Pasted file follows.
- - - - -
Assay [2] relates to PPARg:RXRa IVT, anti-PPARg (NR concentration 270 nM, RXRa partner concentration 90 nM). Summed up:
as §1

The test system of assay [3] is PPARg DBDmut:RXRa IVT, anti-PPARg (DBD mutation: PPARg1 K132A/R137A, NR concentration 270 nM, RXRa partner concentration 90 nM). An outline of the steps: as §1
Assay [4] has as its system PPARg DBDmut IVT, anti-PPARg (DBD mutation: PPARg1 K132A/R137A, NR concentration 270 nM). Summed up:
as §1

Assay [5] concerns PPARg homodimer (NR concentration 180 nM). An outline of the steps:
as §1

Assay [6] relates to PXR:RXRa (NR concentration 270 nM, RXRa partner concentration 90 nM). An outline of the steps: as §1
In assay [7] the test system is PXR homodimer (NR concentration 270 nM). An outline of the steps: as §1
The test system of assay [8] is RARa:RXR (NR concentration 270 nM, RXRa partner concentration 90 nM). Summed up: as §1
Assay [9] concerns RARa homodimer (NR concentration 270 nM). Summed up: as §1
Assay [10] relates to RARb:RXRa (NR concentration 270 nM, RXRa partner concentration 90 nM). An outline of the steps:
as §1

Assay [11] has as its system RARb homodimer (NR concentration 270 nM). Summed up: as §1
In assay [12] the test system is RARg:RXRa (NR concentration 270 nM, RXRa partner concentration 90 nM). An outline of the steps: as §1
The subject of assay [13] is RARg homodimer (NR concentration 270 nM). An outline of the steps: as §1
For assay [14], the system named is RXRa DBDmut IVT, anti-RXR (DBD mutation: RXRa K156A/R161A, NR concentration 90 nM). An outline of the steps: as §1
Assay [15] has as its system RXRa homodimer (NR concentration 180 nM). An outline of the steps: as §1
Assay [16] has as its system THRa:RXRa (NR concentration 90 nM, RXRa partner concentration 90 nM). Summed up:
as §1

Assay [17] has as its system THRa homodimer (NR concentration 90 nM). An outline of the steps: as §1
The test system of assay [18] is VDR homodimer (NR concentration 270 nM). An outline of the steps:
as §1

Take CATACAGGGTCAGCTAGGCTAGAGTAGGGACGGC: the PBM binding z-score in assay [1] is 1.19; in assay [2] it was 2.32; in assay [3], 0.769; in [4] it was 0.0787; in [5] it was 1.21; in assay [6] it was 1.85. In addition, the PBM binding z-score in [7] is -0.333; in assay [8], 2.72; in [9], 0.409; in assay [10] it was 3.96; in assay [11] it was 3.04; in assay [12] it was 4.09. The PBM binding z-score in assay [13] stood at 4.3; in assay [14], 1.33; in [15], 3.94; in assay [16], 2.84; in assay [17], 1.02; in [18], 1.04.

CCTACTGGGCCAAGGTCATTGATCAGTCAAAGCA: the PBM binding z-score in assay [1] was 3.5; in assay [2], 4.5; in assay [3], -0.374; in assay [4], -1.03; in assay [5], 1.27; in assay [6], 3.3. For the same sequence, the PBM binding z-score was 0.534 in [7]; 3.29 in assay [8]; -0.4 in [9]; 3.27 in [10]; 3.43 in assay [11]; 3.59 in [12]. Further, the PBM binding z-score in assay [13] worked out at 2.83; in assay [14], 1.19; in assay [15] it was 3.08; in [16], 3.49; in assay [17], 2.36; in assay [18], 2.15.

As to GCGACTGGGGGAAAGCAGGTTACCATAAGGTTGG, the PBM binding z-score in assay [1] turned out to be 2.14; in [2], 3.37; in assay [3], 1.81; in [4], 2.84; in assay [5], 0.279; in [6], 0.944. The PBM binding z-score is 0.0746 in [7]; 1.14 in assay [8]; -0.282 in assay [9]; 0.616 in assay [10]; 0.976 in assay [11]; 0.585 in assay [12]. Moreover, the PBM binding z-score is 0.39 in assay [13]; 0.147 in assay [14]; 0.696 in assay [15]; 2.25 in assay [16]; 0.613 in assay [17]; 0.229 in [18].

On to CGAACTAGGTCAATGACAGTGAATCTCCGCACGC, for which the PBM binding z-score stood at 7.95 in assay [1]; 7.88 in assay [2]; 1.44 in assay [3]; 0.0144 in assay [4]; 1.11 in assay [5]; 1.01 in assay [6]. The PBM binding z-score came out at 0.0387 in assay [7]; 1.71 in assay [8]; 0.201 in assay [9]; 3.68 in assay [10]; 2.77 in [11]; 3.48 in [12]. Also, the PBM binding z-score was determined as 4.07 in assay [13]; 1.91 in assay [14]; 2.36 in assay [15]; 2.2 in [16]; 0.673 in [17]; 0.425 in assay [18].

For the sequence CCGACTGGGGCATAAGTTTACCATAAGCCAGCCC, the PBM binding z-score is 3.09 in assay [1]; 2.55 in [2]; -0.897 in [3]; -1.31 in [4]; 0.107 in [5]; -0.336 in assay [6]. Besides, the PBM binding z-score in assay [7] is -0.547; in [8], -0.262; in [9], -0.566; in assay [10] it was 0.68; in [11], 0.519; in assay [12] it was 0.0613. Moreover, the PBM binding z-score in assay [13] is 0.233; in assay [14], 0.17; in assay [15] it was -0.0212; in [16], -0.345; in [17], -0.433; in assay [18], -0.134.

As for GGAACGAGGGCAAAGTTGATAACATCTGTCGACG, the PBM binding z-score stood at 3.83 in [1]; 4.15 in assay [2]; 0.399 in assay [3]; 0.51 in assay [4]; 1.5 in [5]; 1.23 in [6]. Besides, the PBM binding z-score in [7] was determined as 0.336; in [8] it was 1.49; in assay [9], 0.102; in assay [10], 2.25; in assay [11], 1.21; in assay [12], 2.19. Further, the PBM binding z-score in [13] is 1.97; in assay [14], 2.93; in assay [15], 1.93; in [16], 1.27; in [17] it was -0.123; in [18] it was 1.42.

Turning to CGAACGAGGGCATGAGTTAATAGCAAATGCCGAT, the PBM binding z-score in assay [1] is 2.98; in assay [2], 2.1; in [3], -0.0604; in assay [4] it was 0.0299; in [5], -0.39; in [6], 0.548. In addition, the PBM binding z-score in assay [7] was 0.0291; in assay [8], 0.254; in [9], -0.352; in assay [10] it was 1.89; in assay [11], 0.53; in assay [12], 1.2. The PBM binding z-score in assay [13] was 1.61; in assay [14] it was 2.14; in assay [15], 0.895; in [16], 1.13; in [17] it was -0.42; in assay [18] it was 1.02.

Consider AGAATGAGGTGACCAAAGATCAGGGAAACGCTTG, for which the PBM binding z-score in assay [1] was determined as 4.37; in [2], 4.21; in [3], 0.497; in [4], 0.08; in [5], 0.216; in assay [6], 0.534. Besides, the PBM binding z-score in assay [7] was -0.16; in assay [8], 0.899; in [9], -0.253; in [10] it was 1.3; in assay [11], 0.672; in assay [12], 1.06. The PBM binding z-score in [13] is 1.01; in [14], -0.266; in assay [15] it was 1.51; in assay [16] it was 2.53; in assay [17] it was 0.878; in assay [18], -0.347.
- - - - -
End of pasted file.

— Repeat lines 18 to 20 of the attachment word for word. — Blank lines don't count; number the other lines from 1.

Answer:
Assay [15] has as its system RXRa homodimer (NR concentration 180 nM). An outline of the steps: as §1
Assay [16] has as its system THRa:RXRa (NR concentration 90 nM, RXRa partner concentration 90 nM). Summed up:
as §1